Point-to-multipoint (P2MP) technology is a hybrid between mesh and P2P wireless networking. With this type of network, central units connect to multiple “subscriber” units. In order to function, all P2MP networks require that all subscriber units be in range of the central unit. If they are not, additional central repeater units are required. For many installations, this makes P2MP networks impractical and prohibitively expensive. In addition, the failure of a central unit or repeater could mean failure for multiple subscriber units.
Devices used for fire protection and life safety require a mesh network with bi-directional communication to ensure reliable data transmission.
Therefore, we’ve determined that devices used for fire protection and life safety require a mesh network with bi-directional communication to ensure reliable data transmission. In fact, we’ve even developed terminology for this approach, calling it a “parent-child” relationship: every child device has at least two parents to send information through, and every child device may also be a parent to other child devices. That way, inbound and outbound communications can use various paths through the parent and child devices, ensuring that every message is received, which is obviously vital to the operation of life safety systems.
Mesh Networks and Fire Alarms
Mesh networks deliver many new benefits to the fire alarm market. Devices that use this communication method provide incredibly reliable fire alarm communication. Frequency hopping prevents system interference, and the network’s infrastructure creates redundant communication paths between each device, so if one device is lost, the others immediately find another path for communication. This is critical in the fire alarm market, where immediate and robust device communication can mean the difference between fire prevention and fire response.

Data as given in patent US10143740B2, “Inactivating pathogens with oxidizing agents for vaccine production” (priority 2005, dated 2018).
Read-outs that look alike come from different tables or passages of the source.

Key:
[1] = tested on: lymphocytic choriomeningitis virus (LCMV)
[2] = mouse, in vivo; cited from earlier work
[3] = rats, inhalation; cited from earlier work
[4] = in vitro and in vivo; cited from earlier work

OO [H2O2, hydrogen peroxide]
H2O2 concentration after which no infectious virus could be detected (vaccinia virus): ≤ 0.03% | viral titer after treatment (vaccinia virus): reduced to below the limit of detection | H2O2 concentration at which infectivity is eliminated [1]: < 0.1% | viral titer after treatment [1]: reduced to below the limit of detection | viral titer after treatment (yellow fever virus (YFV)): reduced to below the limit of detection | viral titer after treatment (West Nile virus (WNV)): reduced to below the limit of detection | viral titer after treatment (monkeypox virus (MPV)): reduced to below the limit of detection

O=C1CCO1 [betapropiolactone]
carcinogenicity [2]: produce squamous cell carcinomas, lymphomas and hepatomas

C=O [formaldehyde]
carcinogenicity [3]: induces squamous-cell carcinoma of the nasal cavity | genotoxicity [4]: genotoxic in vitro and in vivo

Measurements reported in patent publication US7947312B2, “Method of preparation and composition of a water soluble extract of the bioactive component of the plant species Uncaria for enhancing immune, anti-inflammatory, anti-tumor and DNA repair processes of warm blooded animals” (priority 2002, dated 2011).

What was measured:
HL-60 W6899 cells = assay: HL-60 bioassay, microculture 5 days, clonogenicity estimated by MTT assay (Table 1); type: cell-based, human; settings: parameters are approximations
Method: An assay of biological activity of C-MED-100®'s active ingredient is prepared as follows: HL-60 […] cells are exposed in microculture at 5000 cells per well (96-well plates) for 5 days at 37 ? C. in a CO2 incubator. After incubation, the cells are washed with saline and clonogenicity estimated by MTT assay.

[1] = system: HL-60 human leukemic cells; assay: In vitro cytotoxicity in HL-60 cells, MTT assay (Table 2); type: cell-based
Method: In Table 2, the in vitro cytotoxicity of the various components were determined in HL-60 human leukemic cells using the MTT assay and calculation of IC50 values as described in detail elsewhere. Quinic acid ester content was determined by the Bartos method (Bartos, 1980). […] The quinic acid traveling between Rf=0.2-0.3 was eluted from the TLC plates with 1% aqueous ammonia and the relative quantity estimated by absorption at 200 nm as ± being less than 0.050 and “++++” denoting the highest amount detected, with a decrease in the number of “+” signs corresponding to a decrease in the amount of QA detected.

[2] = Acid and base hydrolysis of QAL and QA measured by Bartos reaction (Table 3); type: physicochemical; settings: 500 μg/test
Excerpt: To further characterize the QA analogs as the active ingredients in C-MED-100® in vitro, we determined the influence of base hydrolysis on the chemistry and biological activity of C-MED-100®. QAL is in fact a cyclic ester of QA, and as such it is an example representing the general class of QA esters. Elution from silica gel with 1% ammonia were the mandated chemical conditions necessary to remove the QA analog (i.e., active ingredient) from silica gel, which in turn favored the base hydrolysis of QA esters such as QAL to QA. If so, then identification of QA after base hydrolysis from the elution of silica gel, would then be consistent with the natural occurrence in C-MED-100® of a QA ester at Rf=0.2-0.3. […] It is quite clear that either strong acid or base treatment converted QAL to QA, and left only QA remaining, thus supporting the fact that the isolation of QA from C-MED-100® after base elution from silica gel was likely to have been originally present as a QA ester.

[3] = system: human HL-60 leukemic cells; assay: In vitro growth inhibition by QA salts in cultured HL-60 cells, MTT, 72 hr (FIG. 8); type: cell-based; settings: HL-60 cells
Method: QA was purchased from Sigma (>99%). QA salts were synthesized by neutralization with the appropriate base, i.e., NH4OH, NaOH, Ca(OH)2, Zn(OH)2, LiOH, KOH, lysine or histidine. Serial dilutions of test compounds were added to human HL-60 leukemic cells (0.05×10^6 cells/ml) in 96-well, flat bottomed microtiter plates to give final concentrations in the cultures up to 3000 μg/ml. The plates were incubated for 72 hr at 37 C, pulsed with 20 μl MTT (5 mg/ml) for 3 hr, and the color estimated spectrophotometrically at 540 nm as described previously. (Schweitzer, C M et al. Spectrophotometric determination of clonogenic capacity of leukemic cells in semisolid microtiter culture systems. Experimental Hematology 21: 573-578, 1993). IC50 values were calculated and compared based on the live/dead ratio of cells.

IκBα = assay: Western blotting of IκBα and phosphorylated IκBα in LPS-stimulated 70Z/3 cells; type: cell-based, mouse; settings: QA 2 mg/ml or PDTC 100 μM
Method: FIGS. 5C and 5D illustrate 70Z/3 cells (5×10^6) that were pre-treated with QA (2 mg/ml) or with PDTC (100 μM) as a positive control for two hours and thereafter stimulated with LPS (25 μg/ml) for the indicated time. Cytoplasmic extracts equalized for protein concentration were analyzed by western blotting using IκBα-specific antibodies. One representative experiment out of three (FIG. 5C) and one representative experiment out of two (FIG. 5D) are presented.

A mesh network also provides installers with the flexibility to extend a fire alarm system quickly and easily. In addition, it benefits the end user by keeping costs low, while providing self-healing capabilities and the highest level of reliability and protection.
New wireless fire detection solutions are particularly well suited for difficult or obtrusive applications where running wire is challenging. Based on a Class A mesh network, these solutions deliver the same reliability that is expected from a commercial “wired” fire alarm system. Typical applications for such wireless technologies are parking garages, historic buildings and warehouses. Whether for new installations or retrofits, the fire alarm system can be a combination of wired and the new wireless devices, allowing for easy expansion and additional flexibility.
Central Station Reporting
Fire alarm systems that offer multiple options for central station communications are critical for today’s installations. The growth in new communication networks has pushed central stations to look at the ways in which they can support alternative communication methods and the new fire alarm communicators supporting those networks.
POTS has been used in the fire alarm industry for more than 40 years and has mainly been viewed as reliable. But communication providers now view the network as archaic and obsolete. In fact, the Federal Communications Commission (FCC) reports that POTS is not sustainable, and the agency is “seeking ways to phase out relics of a bygone industry.” Unfortunately, because many fire alarm systems were designed specifically to report to central stations over this legacy network, devices will need to be updated as the use and support of POTS declines.